US and Europe move closer to using Russian resources to help Ukraine

For months, Western allies have debated how far to go in using Russian central bank assets. The United States believes it would be legal under international law to confiscate the money and give it to Ukraine, but several European countries, including France and Germany, have been cautious about the legality of such a move and the precedent it would set.

Although the United States recently passed legislation that would give the Biden administration the authority to seize and confiscate Russian assets, the desire to act in unison with Europe has largely sidelined that idea.

This month, European Union nations agreed in principle that they would be willing to use 90% of profits to buy weapons for Ukraine through the European Peace Facility, an EU facility to finance military aid and own military missions. The remaining 10% would go to reconstruction and non-lethal acquisitions, to satisfy countries such as Ireland, Austria, Cyprus and Malta, which are militarily neutral.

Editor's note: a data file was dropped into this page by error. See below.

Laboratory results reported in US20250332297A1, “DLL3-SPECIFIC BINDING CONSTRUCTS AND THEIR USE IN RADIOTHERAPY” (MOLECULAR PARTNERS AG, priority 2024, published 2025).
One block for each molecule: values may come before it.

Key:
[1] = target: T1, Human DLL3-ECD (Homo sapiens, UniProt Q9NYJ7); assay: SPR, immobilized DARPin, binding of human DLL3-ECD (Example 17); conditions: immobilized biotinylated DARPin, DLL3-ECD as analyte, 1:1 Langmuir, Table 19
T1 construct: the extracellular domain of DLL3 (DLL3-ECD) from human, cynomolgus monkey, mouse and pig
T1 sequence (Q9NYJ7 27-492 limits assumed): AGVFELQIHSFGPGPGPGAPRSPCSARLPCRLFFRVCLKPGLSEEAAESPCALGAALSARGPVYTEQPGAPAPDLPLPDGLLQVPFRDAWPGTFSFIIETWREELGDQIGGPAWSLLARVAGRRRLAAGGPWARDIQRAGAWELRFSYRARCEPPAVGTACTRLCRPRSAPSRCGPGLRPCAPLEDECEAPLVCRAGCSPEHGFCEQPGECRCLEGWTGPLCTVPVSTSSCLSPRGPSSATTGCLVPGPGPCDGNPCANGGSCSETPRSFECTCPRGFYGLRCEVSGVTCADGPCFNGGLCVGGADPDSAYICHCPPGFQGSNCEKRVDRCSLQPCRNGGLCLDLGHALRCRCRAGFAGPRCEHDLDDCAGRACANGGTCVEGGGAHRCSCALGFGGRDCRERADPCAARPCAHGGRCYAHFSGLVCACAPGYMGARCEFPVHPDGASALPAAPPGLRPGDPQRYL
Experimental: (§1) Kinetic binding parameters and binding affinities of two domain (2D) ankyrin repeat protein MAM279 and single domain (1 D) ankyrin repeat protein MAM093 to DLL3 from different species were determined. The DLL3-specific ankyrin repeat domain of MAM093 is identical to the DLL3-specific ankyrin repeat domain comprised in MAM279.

About 190 billion euros of Russian central bank assets are held by the Belgian central securities depository, Euroclear. The assets generate around 3 billion euros a year in interest that could be transferred to Ukraine.

However, using interest as the basis for a loan could provide Ukraine with a much larger amount of money – potentially up to $50 billion – up front. The method of delivery of the money still remains to be defined. The World Bank or another international institution could act as an intermediary.